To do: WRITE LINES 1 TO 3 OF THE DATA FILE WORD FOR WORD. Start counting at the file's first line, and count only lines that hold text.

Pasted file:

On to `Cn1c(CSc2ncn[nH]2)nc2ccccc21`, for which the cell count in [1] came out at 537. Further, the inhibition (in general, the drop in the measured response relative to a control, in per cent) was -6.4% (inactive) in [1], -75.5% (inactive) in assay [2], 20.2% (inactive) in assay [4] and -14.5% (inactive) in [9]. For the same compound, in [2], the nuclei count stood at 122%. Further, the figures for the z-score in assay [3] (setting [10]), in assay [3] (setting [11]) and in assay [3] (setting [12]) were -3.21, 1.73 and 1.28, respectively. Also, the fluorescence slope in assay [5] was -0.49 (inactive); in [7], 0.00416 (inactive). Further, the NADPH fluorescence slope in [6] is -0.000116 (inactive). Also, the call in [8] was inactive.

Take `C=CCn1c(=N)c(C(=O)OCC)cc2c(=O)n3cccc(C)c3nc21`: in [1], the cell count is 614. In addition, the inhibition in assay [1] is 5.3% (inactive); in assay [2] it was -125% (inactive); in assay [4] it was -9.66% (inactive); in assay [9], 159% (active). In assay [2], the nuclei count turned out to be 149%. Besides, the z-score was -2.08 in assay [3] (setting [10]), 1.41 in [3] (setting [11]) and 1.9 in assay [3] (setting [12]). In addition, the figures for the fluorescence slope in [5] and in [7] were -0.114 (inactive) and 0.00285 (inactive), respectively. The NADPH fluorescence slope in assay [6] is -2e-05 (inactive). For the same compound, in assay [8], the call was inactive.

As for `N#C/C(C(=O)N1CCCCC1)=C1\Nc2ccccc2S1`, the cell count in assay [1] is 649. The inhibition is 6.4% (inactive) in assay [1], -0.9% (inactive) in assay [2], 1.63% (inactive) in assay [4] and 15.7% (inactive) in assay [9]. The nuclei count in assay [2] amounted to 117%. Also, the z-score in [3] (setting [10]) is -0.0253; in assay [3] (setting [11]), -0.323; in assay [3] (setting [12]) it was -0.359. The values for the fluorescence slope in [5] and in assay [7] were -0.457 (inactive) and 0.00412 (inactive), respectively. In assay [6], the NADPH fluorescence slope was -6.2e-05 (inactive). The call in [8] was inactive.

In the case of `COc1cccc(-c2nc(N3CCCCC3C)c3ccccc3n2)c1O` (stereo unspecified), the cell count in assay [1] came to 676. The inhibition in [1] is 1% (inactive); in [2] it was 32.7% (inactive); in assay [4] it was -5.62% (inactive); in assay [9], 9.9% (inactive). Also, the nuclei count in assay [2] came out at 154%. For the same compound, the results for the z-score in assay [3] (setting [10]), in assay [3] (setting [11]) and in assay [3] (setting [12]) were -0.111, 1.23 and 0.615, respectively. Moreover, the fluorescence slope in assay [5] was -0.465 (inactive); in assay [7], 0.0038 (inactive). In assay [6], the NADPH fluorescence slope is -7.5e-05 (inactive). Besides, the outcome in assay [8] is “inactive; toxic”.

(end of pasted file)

On to `Cn1c(CSc2ncn[nH]2)nc2ccccc21`, for which the cell count in [1] came out at 537. Further, the inhibition (in general, the drop in the measured response relative to a control, in per cent) was -6.4% (inactive) in [1], -75.5% (inactive) in assay [2], 20.2% (inactive) in assay [4] and -14.5% (inactive) in [9]. For the same compound, in [2], the nuclei count stood at 122%. Further, the figures for the z-score in assay [3] (setting [10]), in assay [3] (setting [11]) and in assay [3] (setting [12]) were -3.21, 1.73 and 1.28, respectively. Also, the fluorescence slope in assay [5] was -0.49 (inactive); in [7], 0.00416 (inactive). Further, the NADPH fluorescence slope in [6] is -0.000116 (inactive). Also, the call in [8] was inactive.

Take `C=CCn1c(=N)c(C(=O)OCC)cc2c(=O)n3cccc(C)c3nc21`: in [1], the cell count is 614. In addition, the inhibition in assay [1] is 5.3% (inactive); in assay [2] it was -125% (inactive); in assay [4] it was -9.66% (inactive); in assay [9], 159% (active). In assay [2], the nuclei count turned out to be 149%. Besides, the z-score was -2.08 in assay [3] (setting [10]), 1.41 in [3] (setting [11]) and 1.9 in assay [3] (setting [12]). In addition, the figures for the fluorescence slope in [5] and in [7] were -0.114 (inactive) and 0.00285 (inactive), respectively. The NADPH fluorescence slope in assay [6] is -2e-05 (inactive). For the same compound, in assay [8], the call was inactive.

As for `N#C/C(C(=O)N1CCCCC1)=C1\Nc2ccccc2S1`, the cell count in assay [1] is 649. The inhibition is 6.4% (inactive) in assay [1], -0.9% (inactive) in assay [2], 1.63% (inactive) in assay [4] and 15.7% (inactive) in assay [9]. The nuclei count in assay [2] amounted to 117%. Also, the z-score in [3] (setting [10]) is -0.0253; in assay [3] (setting [11]), -0.323; in assay [3] (setting [12]) it was -0.359. The values for the fluorescence slope in [5] and in assay [7] were -0.457 (inactive) and 0.00412 (inactive), respectively. In assay [6], the NADPH fluorescence slope was -6.2e-05 (inactive). The call in [8] was inactive.